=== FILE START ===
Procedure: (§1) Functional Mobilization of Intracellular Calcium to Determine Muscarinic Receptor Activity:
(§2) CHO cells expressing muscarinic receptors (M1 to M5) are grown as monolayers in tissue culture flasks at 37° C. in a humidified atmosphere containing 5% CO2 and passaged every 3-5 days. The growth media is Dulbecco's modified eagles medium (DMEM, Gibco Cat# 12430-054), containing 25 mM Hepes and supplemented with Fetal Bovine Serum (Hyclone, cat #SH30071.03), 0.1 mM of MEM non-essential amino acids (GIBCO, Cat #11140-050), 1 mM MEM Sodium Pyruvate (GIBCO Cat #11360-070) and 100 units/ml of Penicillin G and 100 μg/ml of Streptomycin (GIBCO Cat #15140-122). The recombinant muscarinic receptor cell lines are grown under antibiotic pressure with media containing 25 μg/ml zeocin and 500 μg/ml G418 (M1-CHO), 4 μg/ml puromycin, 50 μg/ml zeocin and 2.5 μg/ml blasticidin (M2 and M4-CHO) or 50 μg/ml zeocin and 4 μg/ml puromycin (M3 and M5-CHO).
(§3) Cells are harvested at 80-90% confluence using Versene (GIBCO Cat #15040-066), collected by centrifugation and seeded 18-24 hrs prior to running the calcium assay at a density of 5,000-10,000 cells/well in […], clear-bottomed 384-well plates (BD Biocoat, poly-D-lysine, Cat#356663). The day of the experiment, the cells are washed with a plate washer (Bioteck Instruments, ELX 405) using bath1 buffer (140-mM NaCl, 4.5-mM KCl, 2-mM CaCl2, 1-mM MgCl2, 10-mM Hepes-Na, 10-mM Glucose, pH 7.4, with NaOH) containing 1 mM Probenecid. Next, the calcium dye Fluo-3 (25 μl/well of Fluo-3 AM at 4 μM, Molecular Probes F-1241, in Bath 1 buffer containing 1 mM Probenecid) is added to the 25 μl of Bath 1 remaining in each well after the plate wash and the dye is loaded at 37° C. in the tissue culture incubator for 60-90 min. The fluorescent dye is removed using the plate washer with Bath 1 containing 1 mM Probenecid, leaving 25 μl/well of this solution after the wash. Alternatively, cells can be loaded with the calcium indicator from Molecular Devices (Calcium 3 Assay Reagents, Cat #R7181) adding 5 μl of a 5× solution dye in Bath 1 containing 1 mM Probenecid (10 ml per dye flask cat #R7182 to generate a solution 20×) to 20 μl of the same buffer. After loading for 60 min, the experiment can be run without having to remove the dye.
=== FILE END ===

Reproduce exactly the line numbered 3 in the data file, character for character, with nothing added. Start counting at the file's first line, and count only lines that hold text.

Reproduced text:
(§3) Cells are harvested at 80-90% confluence using Versene (GIBCO Cat #15040-066), collected by centrifugation and seeded 18-24 hrs prior to running the calcium assay at a density of 5,000-10,000 cells/well in […], clear-bottomed 384-well plates (BD Biocoat, poly-D-lysine, Cat#356663). The day of the experiment, the cells are washed with a plate washer (Bioteck Instruments, ELX 405) using bath1 buffer (140-mM NaCl, 4.5-mM KCl, 2-mM CaCl2, 1-mM MgCl2, 10-mM Hepes-Na, 10-mM Glucose, pH 7.4, with NaOH) containing 1 mM Probenecid. Next, the calcium dye Fluo-3 (25 μl/well of Fluo-3 AM at 4 μM, Molecular Probes F-1241, in Bath 1 buffer containing 1 mM Probenecid) is added to the 25 μl of Bath 1 remaining in each well after the plate wash and the dye is loaded at 37° C. in the tissue culture incubator for 60-90 min. The fluorescent dye is removed using the plate washer with Bath 1 containing 1 mM Probenecid, leaving 25 μl/well of this solution after the wash. Alternatively, cells can be loaded with the calcium indicator from Molecular Devices (Calcium 3 Assay Reagents, Cat #R7181) adding 5 μl of a 5× solution dye in Bath 1 containing 1 mM Probenecid (10 ml per dye flask cat #R7182 to generate a solution 20×) to 20 μl of the same buffer. After loading for 60 min, the experiment can be run without having to remove the dye.